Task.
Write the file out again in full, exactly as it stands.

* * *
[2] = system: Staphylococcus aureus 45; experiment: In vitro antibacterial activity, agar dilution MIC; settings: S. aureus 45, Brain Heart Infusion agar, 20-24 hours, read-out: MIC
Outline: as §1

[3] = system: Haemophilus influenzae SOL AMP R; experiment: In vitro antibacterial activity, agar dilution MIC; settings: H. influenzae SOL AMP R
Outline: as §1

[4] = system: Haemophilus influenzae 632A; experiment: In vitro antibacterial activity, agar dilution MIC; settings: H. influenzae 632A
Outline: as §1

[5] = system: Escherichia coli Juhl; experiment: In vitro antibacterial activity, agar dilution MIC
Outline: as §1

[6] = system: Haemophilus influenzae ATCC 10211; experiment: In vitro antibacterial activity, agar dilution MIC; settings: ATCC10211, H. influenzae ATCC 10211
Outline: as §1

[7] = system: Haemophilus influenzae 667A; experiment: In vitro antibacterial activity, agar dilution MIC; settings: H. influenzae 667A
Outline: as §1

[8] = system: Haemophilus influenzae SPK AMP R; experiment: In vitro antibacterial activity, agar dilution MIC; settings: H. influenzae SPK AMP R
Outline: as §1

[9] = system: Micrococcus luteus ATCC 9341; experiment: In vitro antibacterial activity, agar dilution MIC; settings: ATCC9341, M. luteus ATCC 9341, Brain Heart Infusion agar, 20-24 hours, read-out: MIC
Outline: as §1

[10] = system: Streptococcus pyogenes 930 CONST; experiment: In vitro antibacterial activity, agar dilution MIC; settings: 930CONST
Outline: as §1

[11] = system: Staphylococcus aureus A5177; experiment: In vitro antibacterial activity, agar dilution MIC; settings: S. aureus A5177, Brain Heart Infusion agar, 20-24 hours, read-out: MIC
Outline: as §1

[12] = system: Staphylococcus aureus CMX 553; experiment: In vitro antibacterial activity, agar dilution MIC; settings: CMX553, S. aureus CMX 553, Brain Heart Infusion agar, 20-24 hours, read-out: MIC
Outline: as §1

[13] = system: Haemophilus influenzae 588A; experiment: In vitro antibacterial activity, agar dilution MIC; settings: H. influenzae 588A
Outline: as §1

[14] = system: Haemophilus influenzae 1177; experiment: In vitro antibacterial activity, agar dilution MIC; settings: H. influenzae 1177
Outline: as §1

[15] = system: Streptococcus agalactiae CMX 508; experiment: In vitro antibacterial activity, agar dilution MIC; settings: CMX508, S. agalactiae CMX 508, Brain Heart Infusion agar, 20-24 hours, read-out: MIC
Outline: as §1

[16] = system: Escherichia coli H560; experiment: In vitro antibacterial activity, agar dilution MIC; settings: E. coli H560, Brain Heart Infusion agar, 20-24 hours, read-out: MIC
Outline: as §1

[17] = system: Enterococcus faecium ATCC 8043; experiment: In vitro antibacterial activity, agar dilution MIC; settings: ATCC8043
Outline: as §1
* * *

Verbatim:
[2] = system: Staphylococcus aureus 45; experiment: In vitro antibacterial activity, agar dilution MIC; settings: S. aureus 45, Brain Heart Infusion agar, 20-24 hours, read-out: MIC
Outline: as §1

[3] = system: Haemophilus influenzae SOL AMP R; experiment: In vitro antibacterial activity, agar dilution MIC; settings: H. influenzae SOL AMP R
Outline: as §1

[4] = system: Haemophilus influenzae 632A; experiment: In vitro antibacterial activity, agar dilution MIC; settings: H. influenzae 632A
Outline: as §1

[5] = system: Escherichia coli Juhl; experiment: In vitro antibacterial activity, agar dilution MIC
Outline: as §1

[6] = system: Haemophilus influenzae ATCC 10211; experiment: In vitro antibacterial activity, agar dilution MIC; settings: ATCC10211, H. influenzae ATCC 10211
Outline: as §1

[7] = system: Haemophilus influenzae 667A; experiment: In vitro antibacterial activity, agar dilution MIC; settings: H. influenzae 667A
Outline: as §1

[8] = system: Haemophilus influenzae SPK AMP R; experiment: In vitro antibacterial activity, agar dilution MIC; settings: H. influenzae SPK AMP R
Outline: as §1

[9] = system: Micrococcus luteus ATCC 9341; experiment: In vitro antibacterial activity, agar dilution MIC; settings: ATCC9341, M. luteus ATCC 9341, Brain Heart Infusion agar, 20-24 hours, read-out: MIC
Outline: as §1

[10] = system: Streptococcus pyogenes 930 CONST; experiment: In vitro antibacterial activity, agar dilution MIC; settings: 930CONST
Outline: as §1

[11] = system: Staphylococcus aureus A5177; experiment: In vitro antibacterial activity, agar dilution MIC; settings: S. aureus A5177, Brain Heart Infusion agar, 20-24 hours, read-out: MIC
Outline: as §1

[12] = system: Staphylococcus aureus CMX 553; experiment: In vitro antibacterial activity, agar dilution MIC; settings: CMX553, S. aureus CMX 553, Brain Heart Infusion agar, 20-24 hours, read-out: MIC
Outline: as §1

[13] = system: Haemophilus influenzae 588A; experiment: In vitro antibacterial activity, agar dilution MIC; settings: H. influenzae 588A
Outline: as §1

[14] = system: Haemophilus influenzae 1177; experiment: In vitro antibacterial activity, agar dilution MIC; settings: H. influenzae 1177
Outline: as §1

[15] = system: Streptococcus agalactiae CMX 508; experiment: In vitro antibacterial activity, agar dilution MIC; settings: CMX508, S. agalactiae CMX 508, Brain Heart Infusion agar, 20-24 hours, read-out: MIC
Outline: as §1

[16] = system: Escherichia coli H560; experiment: In vitro antibacterial activity, agar dilution MIC; settings: E. coli H560, Brain Heart Infusion agar, 20-24 hours, read-out: MIC
Outline: as §1

[17] = system: Enterococcus faecium ATCC 8043; experiment: In vitro antibacterial activity, agar dilution MIC; settings: ATCC8043
Outline: as §1